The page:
Parliament of Australia tourSydney and Melbourne have long been rivals – of the sibling rivalry kind. Both wanted to be known as the nation’s capital. In an effort to appease, a provision was put in the Australian Constitution to create a new federal capital in NSW but it was not to be within 160km (100 miles) of Sydney. This set in motion a series of events that would lead to the deliberate design and construction of Canberra – our nation’s capital. American architect Walter Burley Griffin’s design was chosen 1912 and construction of our capital began the year later. Due to the first World War, only a provisional building for parliament was built. In 1978 Prime Minister Malcolm Fraser announced plans for a new Parliament House which was to be opened in 1988, Australia’s centenary.

Keeping in with our seemingly love of a good competition, another international competition was held to find a suitable design for the building. New York-based Mitchell/Giurgola and Thorp Architects had the successful design. I highly recommend taking a tour of Parliament House so you can truly appreciate the deliberate design of the building, from the corridors and offices being designed to evoke the feeling of our typical Australian streets and houses, to the red, terracotta Marseille tile on the roof which the American architects felt typified Australian houses. 

In my previous tours of Parliament House, I had been accompanied by 60 plus 12 year olds. Parliament House is the standard Year 6 (final year of Primary School) excursion as that is the year that students learn about the development of democracy in Australia. This time I was fortunate enough to be accompanied by some of my fellow Visit Canberra human brochure people. The tour took on a completely different approach as we focused on the design principals behind the building, rather than the purpose for which the building was designed – although the purpose obviously influenced the design! One of my favourite features of Parliament House is the reflection pool which is located in the exact centre of the building. Unfortunately you aren’t allowed to take photos where it is located – so you will have to seek it our for yourself. The pool has been designed so that the water flows over the edge without making a single ripple, very tricky indeed! The pool also has a hole in the centre so that nobody is able to stand in the exact centre. Another interesting feature (as if there hasn’t been enough thought already put into this pool) is that if the President of the Senate opens the door and looks down the corridor and across the pool of reflection, they should be able to see the Speaker of the House of Representatives – providing they also have the door open!

Facts you may not know about Parliament House – through pictures

There are 4500 rooms in Parliament House

You could build 25 Sydney Opera Houses with the amount of concrete it took to build Parliament House

Tapestry Arthur Boyd

Parliament House has the second largest collection of art in Australia (second only to the National Gallery). The tapestry in the photo is the largest in Australia and the second largest in the world. It is based on the painting, also unnamed, by Arthur Boyd. Halley’s Comet was added to the tapestry because it was passing through when the tapestry was made in 1986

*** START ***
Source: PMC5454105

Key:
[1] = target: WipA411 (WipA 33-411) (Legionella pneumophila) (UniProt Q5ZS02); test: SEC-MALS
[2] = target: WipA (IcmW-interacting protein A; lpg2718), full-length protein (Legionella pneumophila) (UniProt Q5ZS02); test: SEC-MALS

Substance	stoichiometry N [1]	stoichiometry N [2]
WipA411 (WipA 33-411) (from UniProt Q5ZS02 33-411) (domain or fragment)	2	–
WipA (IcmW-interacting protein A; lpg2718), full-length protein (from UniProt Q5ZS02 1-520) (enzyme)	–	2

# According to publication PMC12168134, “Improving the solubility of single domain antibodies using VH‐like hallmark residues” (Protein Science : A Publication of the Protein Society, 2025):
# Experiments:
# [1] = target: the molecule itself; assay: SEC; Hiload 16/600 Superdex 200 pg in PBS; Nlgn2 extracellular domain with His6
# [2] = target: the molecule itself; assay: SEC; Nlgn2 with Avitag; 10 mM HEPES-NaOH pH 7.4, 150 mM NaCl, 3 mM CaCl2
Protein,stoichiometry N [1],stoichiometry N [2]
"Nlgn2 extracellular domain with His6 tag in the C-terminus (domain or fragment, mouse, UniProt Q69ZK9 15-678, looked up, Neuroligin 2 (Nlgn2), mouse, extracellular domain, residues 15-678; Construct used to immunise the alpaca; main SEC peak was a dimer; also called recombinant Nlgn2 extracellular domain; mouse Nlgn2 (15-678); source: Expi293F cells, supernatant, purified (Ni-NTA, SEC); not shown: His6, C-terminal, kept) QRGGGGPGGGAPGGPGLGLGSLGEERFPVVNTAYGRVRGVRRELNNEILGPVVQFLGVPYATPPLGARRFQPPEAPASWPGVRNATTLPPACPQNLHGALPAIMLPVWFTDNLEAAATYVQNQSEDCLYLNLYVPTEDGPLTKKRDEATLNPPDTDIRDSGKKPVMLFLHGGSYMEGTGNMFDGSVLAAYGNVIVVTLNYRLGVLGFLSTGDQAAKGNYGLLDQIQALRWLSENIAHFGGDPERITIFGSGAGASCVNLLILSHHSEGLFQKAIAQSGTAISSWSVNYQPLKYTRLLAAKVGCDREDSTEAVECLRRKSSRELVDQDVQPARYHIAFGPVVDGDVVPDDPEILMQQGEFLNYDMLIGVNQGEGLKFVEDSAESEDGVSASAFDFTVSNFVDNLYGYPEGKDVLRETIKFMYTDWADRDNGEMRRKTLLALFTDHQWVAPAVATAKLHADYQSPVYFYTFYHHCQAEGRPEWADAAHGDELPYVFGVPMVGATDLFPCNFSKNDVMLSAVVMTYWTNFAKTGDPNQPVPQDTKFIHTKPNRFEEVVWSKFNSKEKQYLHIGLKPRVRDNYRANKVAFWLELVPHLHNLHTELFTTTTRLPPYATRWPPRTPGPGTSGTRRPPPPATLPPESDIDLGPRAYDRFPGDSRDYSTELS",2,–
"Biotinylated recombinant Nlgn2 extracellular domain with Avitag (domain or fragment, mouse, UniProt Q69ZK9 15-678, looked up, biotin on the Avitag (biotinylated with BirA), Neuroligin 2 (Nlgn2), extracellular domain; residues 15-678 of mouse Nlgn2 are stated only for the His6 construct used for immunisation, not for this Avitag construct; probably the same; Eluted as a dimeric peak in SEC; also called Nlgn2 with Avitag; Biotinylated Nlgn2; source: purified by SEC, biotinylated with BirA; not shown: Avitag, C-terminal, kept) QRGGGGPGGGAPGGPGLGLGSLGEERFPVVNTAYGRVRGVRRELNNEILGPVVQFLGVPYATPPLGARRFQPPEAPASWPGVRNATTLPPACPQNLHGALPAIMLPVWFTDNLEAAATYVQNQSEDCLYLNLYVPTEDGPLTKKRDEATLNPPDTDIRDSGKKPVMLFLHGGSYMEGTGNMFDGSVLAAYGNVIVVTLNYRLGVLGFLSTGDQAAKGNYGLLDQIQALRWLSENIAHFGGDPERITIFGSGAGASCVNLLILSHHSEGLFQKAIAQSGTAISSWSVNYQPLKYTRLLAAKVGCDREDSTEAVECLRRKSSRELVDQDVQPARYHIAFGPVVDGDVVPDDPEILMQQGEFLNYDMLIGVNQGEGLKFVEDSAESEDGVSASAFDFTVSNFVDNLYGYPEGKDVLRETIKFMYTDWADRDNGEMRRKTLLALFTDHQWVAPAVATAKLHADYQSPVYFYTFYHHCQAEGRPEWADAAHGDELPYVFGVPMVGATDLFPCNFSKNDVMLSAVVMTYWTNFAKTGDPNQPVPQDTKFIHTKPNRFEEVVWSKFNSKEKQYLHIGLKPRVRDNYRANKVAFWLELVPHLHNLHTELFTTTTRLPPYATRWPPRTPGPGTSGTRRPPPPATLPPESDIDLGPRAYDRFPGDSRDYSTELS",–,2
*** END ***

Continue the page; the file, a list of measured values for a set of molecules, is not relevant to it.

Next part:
The flag is changed, weather permitting, on the first Wednesday of every month.

The flag that flies above Parliament House is changed, weather permitting, on the first Wednesday of every month.

The Australian Flag that flies above Parliament House is as big as a double decker bus!

The Australian Flag that flies above Parliament House is as big as a double decker bus! We were privileged enough to be able to unravel it and hold it out to it’s full size. In a rare moment of patriotism, we sang the national anthem – much to the delight of tourists close by.

The Prime Minister's courtyard (where we were granted special permission to take photographs) is based on the arid regions of Australia. The stone sculptures in the centre represent the Olgas. The timber used in pergola that the Wisteria climb over, were repurposed from an old wool store.

The Prime Minister’s courtyard (where we were granted special permission to take photographs) is based on the arid regions of Australia. The stone sculptures in the centre represent the Olgas. The timber used in pergola, that the Wisteria climb over, were repurposed from an old wool store.

There are 4500 rooms in Parliament house, covering 250 000 square metres. In the basement, they use popular streets from around Australia to help navigate.

There are 4500 rooms in Parliament house, covering 250 000 square metres. In the basement, they use popular streets from around Australia to help navigate.

Over 250 journalists and related staff make up the press gallery of Parliament House. This photo was taken in the main media room, housed in the basement of Parliament House.

Over 250 journalists and related staff make up the press gallery of Parliament House. This photo was taken in the main media room, housed in the basement of Parliament House.

 

Tours of Australia’s Parliament House are held at 10am, 1pm and 3pm, each day, free of charge. If you prefer a customised tour of Parliament House, you can arrange one for you own group with a cost of $9.50 per person, and a minimum total cost of $80. Visit the Parliament House website for further details. I highly recommend asking for a tour that incorporates the architectural significance of Parliament House. I’m not necessarily an avid fan of architecture, but you can’t help but admire the hundreds of tiny, significant details and thought that has gone into creating the building that houses our Nation’s government.

Written by Nadia

Leave a Reply

Your email address will not be published. Required fields are marked *